Thursday, September 08, 2005

A Tale of Two Journeys

This morning I went to Cisco. Sounds mundane to many, but when I say this morning I mean this morning. At 2:50 A.M. I went with 3 students and 4 professors to meet evacuees of Katrina in Cisco, Texas.

As I rode with strangers from ACU on the way to this new home for several people from Louisiana, I wondered what I would see. As I was in a van silently pondering what the campsite would be like and unsure of what my task would be, I could only imagine how different my life would be if I were an evacuee on a bus with strangers to an unknown place I would call home for months. To evacuees without a map, Cisco, TX, must be just as foreign as another country. They were in a bus with people who they didn't know trusting that they were going some place where they would be taken care of.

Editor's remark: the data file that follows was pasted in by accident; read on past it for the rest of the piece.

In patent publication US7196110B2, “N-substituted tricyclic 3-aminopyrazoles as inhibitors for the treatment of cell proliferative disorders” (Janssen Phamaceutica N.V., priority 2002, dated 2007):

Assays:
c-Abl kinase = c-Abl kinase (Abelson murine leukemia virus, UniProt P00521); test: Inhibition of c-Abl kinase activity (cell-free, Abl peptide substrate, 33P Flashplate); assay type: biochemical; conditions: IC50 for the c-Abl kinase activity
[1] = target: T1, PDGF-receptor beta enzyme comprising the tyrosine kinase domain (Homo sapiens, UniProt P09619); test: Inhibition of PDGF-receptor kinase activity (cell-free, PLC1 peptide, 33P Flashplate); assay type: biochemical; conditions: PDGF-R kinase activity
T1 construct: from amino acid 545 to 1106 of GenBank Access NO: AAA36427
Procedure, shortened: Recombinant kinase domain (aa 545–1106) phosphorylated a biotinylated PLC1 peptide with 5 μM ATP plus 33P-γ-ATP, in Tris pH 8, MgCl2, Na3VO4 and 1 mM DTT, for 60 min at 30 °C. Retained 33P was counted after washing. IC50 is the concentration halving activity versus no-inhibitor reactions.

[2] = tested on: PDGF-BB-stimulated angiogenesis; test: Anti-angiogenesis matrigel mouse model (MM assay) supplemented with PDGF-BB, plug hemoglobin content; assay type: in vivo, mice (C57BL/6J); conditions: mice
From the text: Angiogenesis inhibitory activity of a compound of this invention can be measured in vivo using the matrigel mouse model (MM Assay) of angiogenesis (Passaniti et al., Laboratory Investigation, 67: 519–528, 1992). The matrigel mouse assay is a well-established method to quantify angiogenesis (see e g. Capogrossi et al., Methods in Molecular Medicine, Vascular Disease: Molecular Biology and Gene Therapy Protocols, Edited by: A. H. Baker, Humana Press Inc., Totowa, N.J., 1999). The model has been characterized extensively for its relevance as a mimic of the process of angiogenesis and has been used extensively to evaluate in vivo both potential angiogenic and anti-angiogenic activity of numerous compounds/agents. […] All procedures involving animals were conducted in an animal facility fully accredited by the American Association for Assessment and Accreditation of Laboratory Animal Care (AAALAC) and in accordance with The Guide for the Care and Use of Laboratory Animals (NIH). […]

This was truly a tale of two journeys. I came knowing I would go home to see my wife hours later, while these evacuees went with their families to a new home with every unknown imaginable.

When I got there, one busload had already gotten there and the people were already sent off to bed. An hour later another busload of about 30 got out. These were the faces of a tragedy I had seen on tv. TV never does justice. Their eyes were yellow and red, they smelled terrible and their stories were amazingly vivid.

One family I spent time with was made up of a husband, wife and 7 kids who were all under the age of 14. As we talked to these people we heard their amazing stories. This family was from New Orleans and was evacuated Tuesday of this week. They had spent over a week in the second story of their flooded house. Halfway through the week, the roof collapsed on them. After a week, finally they were airlifted to Baton Rouge and shipped off to Cisco. What a journey it had been? They were not bitter. They were not desiring to loot as many of the television stations might portray them. Rather, they were thankful people who needed people to talk with and share their amazing stories.